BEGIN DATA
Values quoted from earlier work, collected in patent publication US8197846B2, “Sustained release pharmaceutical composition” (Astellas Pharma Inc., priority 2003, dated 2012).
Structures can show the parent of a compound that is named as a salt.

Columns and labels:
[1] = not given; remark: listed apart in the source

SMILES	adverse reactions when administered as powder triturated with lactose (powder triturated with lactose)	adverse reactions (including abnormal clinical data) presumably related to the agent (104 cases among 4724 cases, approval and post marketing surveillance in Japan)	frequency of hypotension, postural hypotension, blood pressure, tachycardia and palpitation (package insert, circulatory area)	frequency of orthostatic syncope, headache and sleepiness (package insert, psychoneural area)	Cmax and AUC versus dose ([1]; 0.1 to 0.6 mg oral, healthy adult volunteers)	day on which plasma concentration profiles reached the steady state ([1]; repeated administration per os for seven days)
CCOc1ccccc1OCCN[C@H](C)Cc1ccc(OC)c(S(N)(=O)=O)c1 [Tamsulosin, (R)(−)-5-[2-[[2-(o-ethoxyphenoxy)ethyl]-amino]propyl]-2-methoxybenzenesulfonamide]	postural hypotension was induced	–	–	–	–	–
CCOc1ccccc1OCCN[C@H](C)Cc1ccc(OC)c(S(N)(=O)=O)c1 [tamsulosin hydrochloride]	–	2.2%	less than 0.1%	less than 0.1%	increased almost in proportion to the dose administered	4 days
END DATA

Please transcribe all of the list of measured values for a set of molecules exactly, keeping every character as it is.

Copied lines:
Values quoted from earlier work, collected in patent publication US8197846B2, “Sustained release pharmaceutical composition” (Astellas Pharma Inc., priority 2003, dated 2012).
Structures can show the parent of a compound that is named as a salt.

Columns and labels:
[1] = not given; remark: listed apart in the source

SMILES	adverse reactions when administered as powder triturated with lactose (powder triturated with lactose)	adverse reactions (including abnormal clinical data) presumably related to the agent (104 cases among 4724 cases, approval and post marketing surveillance in Japan)	frequency of hypotension, postural hypotension, blood pressure, tachycardia and palpitation (package insert, circulatory area)	frequency of orthostatic syncope, headache and sleepiness (package insert, psychoneural area)	Cmax and AUC versus dose ([1]; 0.1 to 0.6 mg oral, healthy adult volunteers)	day on which plasma concentration profiles reached the steady state ([1]; repeated administration per os for seven days)
CCOc1ccccc1OCCN[C@H](C)Cc1ccc(OC)c(S(N)(=O)=O)c1 [Tamsulosin, (R)(−)-5-[2-[[2-(o-ethoxyphenoxy)ethyl]-amino]propyl]-2-methoxybenzenesulfonamide]	postural hypotension was induced	–	–	–	–	–
CCOc1ccccc1OCCN[C@H](C)Cc1ccc(OC)c(S(N)(=O)=O)c1 [tamsulosin hydrochloride]	–	2.2%	less than 0.1%	less than 0.1%	increased almost in proportion to the dose administered	4 days